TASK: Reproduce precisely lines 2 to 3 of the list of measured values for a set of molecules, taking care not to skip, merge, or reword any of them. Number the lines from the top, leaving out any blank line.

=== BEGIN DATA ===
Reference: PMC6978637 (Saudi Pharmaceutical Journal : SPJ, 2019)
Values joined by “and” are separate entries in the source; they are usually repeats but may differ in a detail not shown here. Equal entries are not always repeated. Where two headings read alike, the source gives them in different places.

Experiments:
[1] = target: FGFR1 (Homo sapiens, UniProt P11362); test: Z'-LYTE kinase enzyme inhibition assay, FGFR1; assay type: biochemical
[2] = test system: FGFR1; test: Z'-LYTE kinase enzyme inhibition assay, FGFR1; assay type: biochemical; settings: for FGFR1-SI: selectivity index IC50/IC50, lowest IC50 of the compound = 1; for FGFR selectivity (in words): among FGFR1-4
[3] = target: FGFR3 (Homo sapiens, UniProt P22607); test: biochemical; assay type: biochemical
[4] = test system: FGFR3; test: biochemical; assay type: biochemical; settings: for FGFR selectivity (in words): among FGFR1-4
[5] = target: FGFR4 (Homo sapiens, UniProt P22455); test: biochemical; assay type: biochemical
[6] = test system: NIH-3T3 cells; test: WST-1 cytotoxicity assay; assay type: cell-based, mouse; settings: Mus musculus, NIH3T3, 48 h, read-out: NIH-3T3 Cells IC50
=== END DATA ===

Values joined by “and” are separate entries in the source; they are usually repeats but may differ in a detail not shown here. Equal entries are not always repeated. Where two headings read alike, the source gives them in different places.

Experiments: